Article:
On Thursday, July 4, Facebook user Wesly Michel posted a video which showed a man (who was White) demanding Michel identify himself and later calling the police because the stranger suspected Michel (who is Black) was trespassing.
Michel, a software engineer waiting for his friend to go inside, immediately started recording the incident, telling his confronter that he was going to be the "next guy on the TV."
The video quickly went viral with 1.4 million views and 34,000 shares.
Many saw it as the next video in a seemingly endless line of racial profiling caught on tape by minorities minding their own business in public.
The footage garnered huge amounts of attention due to the White man's son pleading with him to stop what he was doing.
The man who called the cops was later identified as YouTube Executive Christopher Cukor.
On the evening of Tuesday, July 9, Cukor published an article on Medium making an attempt to explain his rush to judgement. He blamed his overreaction on trauma from his past—apparently, in 2012, Cukor's father was murdered by a trespasser:
"My father was murdered outside his home by a trespasser who he confronted alone."
Cukor further tried to explain himself:
"For my child's safety, my safety and that of the building, I felt it was necessary to get help in this situation. I now realize that Wesly was reacting based on his unique history as well. Unfortunately, there is a terrible pattern of people calling the authorities regarding people of color for no other reason than their race."
According to the San Francisco Chronicle, Cukor's father was bludgeoned to death in 2012. The YouTube executive commented at the time that the police "shared the blame" since they were not there to protect him after a 911 call:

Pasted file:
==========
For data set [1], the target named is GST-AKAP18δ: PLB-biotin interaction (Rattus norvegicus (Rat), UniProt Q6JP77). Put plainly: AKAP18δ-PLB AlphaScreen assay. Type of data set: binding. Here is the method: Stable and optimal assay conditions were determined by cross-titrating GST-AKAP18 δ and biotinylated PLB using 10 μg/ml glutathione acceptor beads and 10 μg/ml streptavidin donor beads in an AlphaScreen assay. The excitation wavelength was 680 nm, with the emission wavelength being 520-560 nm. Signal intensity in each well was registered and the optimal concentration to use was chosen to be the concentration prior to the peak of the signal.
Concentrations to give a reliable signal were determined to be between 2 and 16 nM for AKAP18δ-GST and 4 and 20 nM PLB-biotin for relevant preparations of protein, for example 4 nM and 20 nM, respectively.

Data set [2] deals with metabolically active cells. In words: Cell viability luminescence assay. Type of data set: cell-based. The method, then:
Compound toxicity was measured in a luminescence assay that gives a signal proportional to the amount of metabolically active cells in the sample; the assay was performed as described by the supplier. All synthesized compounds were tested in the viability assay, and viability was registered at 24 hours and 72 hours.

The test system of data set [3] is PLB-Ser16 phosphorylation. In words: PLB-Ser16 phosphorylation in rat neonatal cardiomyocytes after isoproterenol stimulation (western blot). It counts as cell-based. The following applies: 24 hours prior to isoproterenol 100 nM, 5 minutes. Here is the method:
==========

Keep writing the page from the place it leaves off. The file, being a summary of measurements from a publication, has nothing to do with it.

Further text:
"We find this very disturbing, that a citizen's call for emergency help can go unanswered and leads to his death. My father should be alive, and we hope steps will be taken to ensure that this could never happen to another citizen."
Cukor also wrote in his Medium post about multiple robberies in the building.
Referencing the many videos that have gone viral depicting conduct similar to his, Cukor wrote:
"This is not uncommon in San Francisco. And the bad actors are all different colors....The last thing I ever intended was to echo that history — and I'm sorry my actions caused Wesly to feel unfairly targeted due to his race."
Despite Cukor's article, however, many on Twitter were still furious at what he had done.
People questioned why a man fearing for the life of his child grins and appears undisturbed by a "potential killer" stands near his child.
Would you not try to remove your child from danger? Would you not appear afraid?
There were others, however, who felt Cukor deserved some understanding after sharing his story.
Cukor has removed himself from major social media.
Michel has not responded to requests for comment on the YouTube exec's Medium article.
"In the United States, racial profiling affects thousands of Americans every day. Both individuals and institutions―such as law enforcement agencies, government bodies, and schools―routinely use race or ethnicity as grounds for suspecting someone of an offense."